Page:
Tsunami warning after powerful earthquake hits Chile

People evacuate a shopping mall in Santiago after a powerful earthquake hit off Chile's northern coast. Photo: Agencia Uno/AP
People evacuate a shopping mall in Santiago after a powerful earthquake hit off Chile's northern coast. Photo: Agencia Uno/AP

Santiago: A powerful 8.3-magnitude earthquake has struck off the central coast of Chile, causing buildings to sway in the capital Santiago and triggering a tsunami warning.

At least 11 people were confirmed dead on Thursday evening, while

one million people had been evacuated.

Tsunami alarms sounded in the port of Valparaiso and authorities issued a tsunami alert for Chile's entire coast. At least three aftershocks above magnitude-6 hit the area minutes after the initial quake.

Witnesses said the powerful quake was felt as far away as the Argentine capital, Buenos Aires, on the eastern seaboard of South America.

A 26-year-old woman was killed by a collapsing wall and another person died from a heart attack, according to media reports.

The coastal town of Coquimbo was hit by waves of up to 4.5 metres after the earthquake, Chile's navy said.

"We're going through a really grave situation with the tsunami. We have residential neighbourhoods that have flooded .... the ocean has reached the (Coquimbo) downtown area," said Coquimbo Mayor Cristian Galleguillos.

The inland city of Illapel, about 46 km from the epicentre, was without electricity or drinking water. People fled their damaged homes and poured into the streets, the mayor said.

Waves of up to three metres are possible along the coast of French Polynesia, the Pacific Tsunami Centre (PTWC) in Hawaii said on Thursday.

The PTWC also issued an alert for tsunami waves of between 0.3 to 1 metres for Japan, Antarctica, and most of the South Pacific, including New Zealand, Fiji, Tonga, Vanuatu and the Solomon Islands.

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Hazardous tsunami waves were possible along the coasts of Chile and also Peru within the next several hours, while a tsunami watch was also issued for Hawaii.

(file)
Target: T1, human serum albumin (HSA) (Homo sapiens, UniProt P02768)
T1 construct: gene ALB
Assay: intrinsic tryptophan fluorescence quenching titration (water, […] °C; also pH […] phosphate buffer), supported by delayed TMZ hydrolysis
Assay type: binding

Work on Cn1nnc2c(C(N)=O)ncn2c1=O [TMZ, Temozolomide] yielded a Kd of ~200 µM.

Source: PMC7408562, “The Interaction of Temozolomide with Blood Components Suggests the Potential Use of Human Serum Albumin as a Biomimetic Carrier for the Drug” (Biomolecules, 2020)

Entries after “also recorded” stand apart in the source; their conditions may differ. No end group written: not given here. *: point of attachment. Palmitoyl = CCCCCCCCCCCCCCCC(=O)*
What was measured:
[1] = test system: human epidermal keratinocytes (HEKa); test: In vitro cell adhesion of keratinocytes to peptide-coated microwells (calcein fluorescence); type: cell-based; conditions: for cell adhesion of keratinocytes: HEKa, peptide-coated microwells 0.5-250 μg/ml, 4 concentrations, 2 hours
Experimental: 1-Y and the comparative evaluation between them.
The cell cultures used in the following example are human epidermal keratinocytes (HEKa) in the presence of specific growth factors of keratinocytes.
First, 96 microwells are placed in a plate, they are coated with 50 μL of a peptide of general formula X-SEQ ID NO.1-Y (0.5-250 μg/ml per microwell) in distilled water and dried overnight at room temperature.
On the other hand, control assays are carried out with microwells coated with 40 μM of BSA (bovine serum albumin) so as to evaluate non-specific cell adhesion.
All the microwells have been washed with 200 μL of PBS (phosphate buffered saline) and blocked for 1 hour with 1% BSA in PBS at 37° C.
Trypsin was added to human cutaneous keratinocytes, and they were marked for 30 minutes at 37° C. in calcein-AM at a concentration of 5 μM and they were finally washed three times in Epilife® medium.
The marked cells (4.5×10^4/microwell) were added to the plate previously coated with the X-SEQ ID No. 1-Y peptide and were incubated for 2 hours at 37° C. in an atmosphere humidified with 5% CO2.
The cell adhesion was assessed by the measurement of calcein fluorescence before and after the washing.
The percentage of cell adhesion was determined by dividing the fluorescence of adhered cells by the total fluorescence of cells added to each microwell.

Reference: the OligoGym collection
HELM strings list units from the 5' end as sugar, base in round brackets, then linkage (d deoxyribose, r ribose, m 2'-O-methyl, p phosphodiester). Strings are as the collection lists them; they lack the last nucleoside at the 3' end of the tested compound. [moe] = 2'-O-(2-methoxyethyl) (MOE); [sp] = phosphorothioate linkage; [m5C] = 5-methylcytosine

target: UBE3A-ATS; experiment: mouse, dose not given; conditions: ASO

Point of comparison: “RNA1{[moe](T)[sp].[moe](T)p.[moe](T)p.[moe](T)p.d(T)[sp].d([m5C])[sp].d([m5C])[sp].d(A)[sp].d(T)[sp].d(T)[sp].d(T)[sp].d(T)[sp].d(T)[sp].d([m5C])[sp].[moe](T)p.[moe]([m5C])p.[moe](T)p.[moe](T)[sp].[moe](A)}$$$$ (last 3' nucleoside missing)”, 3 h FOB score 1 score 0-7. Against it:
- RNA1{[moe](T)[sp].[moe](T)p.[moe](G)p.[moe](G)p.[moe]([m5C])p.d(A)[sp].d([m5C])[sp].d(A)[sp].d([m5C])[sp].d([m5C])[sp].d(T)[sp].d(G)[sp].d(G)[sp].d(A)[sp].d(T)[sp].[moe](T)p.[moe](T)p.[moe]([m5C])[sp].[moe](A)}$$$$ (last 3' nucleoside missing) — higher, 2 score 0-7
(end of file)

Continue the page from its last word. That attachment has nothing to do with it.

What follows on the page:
State copper miner Codelco said it had suspended mining operations at its Andina mine and that it had evacuated workers from its Ventanas smelter. Antofagasta Plc said it had halted operations at its flagship Los Pelambres copper mine and would wait until daybreak to assess damage.

Tsunami advisories were issued for parts of South America and as far away as Hawaii, California and French Polynesia.

In April 2014, an 8.2-magnitude quake struck near the northern city of Iquique.

In February 2010, an 8.8-magnitude earthquake in central-southern Chile triggered a massive tsunami, and more than 500 people were killed.

In the hours following that quake, Ms Bachelet and other government officials misjudged the extent of damage and declined offers of international aid. That delayed the flow of assistance to disaster areas, leaving many survivors feeling they had been abandoned by the government.

Compounding matters, the Chilean navy's catastrophe-alert system failed to warn the population of impending tsunamis, leaving hundreds who survived the initial quake to be engulfed by massive waves that followed.

Ms Bachelet's government was also slow to prevent looting following the quake.

Newsweek published pictures showing people gathering at a tsunami-safe zone.

Australian rapper Urthboy is in Chile and tweeted that he felt the earthquake strike.

Chile is one of the world's most earthquake-prone countries because just off the coast, the Nazca tectonic plate plunges beneath the South American plate, pushing the towering Andes cordillera to ever-higher altitudes.

The strongest earthquake ever recorded on Earth happened in Chile in 1960, when a magnitude-9.5 quake killed more than 5,000 people.

AP, Reuters with Fairfax Media

This story Tsunami warning after powerful earthquake hits Chile first appeared on The Sydney Morning Herald.